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About This Blog

This blog is for anyone interested in raising their children in a foreign language--meaning a language which neither of the parents speak natively.
We have used the approach where both parents speak the target foreign language (in our case, German) to the children. Neither of us is a native German speaker, yet we have spoken German in our home for the past 20 years and have 8 German speaking children. In this blog, we hope to share our successes, our lessons learned and a few of the insights that we've gained along the way.

Calling All Non-Native Bilingual Parents!

For the past few months, I have been thinking about how grateful I am for our bilingual blessings. I love that my kids can communicate in both German and English. I love that they have embraced the German culture as their own. I love that they are so proud of the fact that they can speak German. I love that they are learning a little French and I especially love their excitement when they hear a French word and exclaim: He, das ist Franzoesisch!! (Hey, that's French). I just love how they are so aware of language and culture. And I love how those languages and cultures have enriched our family, opened our minds and hearts and given us a unique and fun identity.

That being said, I was thinking about the many, many people who speak foreign languages but who have not passed that language on their children...maybe they didn't think it was possible, maybe the thought had just never even crossed their minds or maybe they were afraid that it would harm their kids. Whatever the reason, I really think that many more people would seriously consider embarking on a non-native bilingual adventure if they only understood just how do-able it actually is and that you don't have to speak a language perfectly to pass it on to your children. Because, in the end, some second language exposure is better than none at all.

Well, this brings me to my latest project. This project has two parts: The first is two provide a web presence that is dedicated to non-native bilingual parenting and which will provide information, resources and motivation for families who are interested in raising bilingual children in a non-native language. The second is to somehow connect the many non-native bilingual parents throughout the world. I think of how much I would have appreciated some guidance and reassurance back when we were starting this whole bilingual adventure. I would love to feature some of these amazing families as well as some of their informative blog posts and articles.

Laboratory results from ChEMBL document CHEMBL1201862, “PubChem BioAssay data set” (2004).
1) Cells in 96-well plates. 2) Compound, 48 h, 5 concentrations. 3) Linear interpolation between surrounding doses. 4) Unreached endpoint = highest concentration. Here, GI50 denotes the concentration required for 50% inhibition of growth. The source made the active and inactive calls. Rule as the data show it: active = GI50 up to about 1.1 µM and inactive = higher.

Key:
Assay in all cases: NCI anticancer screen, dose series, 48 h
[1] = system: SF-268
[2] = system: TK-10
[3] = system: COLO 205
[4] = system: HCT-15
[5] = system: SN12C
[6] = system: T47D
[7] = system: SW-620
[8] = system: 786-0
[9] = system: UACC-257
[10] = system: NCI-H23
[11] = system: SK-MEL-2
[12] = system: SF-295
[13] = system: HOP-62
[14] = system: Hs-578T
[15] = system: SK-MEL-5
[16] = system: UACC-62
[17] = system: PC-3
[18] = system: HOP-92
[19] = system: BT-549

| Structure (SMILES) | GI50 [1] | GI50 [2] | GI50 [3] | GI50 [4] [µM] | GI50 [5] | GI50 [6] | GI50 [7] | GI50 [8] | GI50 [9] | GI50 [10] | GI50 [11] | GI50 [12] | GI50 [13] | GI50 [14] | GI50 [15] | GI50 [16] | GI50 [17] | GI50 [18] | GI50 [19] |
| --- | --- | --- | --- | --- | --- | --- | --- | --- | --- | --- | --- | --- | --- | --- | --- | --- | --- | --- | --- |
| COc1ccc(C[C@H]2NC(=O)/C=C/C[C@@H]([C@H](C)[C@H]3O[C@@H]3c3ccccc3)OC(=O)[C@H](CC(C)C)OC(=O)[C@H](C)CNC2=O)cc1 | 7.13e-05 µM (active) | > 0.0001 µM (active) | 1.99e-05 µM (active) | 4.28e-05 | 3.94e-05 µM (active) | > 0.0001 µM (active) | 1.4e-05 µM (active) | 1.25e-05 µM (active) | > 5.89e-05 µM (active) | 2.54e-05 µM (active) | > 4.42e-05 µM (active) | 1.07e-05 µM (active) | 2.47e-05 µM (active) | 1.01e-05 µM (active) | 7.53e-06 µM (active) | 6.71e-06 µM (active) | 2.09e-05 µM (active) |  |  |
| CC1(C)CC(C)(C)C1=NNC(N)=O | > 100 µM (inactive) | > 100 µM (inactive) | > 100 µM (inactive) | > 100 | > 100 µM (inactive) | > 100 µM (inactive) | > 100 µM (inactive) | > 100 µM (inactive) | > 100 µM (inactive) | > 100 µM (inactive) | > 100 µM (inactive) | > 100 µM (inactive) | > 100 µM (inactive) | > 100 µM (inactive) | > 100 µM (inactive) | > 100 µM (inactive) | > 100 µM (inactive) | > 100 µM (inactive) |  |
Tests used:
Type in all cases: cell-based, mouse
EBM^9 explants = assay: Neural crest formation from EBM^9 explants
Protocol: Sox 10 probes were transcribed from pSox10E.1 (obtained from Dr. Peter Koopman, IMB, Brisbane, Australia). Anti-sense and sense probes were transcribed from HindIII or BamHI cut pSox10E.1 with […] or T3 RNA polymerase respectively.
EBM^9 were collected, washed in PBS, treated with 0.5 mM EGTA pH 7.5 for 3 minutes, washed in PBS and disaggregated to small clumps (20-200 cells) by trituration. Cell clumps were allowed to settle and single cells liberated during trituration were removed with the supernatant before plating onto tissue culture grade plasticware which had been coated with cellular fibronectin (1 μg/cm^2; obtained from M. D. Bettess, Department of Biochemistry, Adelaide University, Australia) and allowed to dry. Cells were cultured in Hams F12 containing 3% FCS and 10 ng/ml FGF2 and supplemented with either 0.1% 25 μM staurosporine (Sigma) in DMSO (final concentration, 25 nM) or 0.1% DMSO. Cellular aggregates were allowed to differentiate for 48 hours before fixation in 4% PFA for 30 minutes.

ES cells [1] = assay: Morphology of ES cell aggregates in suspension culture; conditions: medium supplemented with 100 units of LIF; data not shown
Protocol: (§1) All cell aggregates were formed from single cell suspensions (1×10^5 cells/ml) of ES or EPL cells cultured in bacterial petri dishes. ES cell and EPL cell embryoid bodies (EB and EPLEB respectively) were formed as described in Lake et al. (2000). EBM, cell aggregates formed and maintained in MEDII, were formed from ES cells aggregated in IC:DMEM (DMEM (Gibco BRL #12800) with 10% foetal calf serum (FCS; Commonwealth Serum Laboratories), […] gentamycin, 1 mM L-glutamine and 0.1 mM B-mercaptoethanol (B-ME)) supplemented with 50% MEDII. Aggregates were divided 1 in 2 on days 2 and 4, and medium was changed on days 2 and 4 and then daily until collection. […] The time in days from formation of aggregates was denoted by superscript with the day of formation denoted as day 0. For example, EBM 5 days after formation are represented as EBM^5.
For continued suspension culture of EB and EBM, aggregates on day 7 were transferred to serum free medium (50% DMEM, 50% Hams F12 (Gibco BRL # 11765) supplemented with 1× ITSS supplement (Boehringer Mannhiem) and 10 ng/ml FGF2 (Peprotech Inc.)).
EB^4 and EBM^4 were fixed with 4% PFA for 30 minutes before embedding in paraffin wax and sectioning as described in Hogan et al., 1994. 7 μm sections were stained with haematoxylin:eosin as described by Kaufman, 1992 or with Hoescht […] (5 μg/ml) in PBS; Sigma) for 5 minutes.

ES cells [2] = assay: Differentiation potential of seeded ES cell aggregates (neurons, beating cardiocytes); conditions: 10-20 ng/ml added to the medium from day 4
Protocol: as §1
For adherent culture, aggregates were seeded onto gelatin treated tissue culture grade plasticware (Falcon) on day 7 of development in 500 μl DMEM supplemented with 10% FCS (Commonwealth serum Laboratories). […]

So, if you're reading this post, please check out the new Non-Native Bilingual Parenting website. Tell me what you think. Let me know what's missing or what should be changed. This website is for all of you!! If you want something posted on it, let me know. If you want me to add some links, let me know. If you have a great blog post that you would like to repost on this site, let me know. I would love to collect our shared experience and lessons learned into one place. My goal is to provide a place that links all of us together because I believe that our group is a unique and special family.

Thanks,
Nina

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Non-Native Bilingual Parenting



Learning Their "Native" Language. My American Kids in ESL.

I've been interested in finding out just how our "German experiment" has effected my children's English language abilities. Since both my husband and I are native English speakers, I still think it's quite interesting that our children are enrolled in the ESL class at school. I am intrigued by the fact that English is their second language. It's not like they haven't been exposed to English. They have been exposed to English since birth. We live in the United States. Everywhere we go, outside the home, everyone is speaking English. All of the adults and teenagers in our home speak exclusively English to each other. So, needless to say, there is LOTS of English spoken around our three youngest children. It's spoken around the dinner table, as we do our chores, as we sit around and talk. But, like I've mentioned before, we (all the adults and teens) speak only German to our 3 little ones. And they speak only German to us and to each other. You would think that with all that English exposure, that they would have a complete grasp of the English language. But interestingly enough, they don't. In fact, up until they started socializing outside the home (age 5), their English was extremely limited. When I spoke to them in English, I often got blank stares. But once they reached the age and maturity where social interactions with friends became important enough, they were finally motivated to actually start learning English. Up until that point, they had no need for English and, thus, they mostly tuned it out. However, now that they see the need for English, they are picking it up very quickly. In school, all three of them are enrolled in ESL class and they are making steady progress.